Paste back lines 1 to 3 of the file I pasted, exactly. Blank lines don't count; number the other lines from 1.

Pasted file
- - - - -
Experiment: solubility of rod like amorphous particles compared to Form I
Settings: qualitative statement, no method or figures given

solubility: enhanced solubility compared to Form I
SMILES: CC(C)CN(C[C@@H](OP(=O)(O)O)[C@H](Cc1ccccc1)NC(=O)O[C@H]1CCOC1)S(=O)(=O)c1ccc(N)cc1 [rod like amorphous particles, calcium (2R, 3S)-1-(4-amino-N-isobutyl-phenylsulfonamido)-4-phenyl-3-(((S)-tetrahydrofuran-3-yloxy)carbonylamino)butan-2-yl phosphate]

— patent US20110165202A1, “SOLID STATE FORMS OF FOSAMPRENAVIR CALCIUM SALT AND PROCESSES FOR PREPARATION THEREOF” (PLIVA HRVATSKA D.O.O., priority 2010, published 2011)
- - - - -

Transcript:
Experiment: solubility of rod like amorphous particles compared to Form I
Settings: qualitative statement, no method or figures given

solubility: enhanced solubility compared to Form I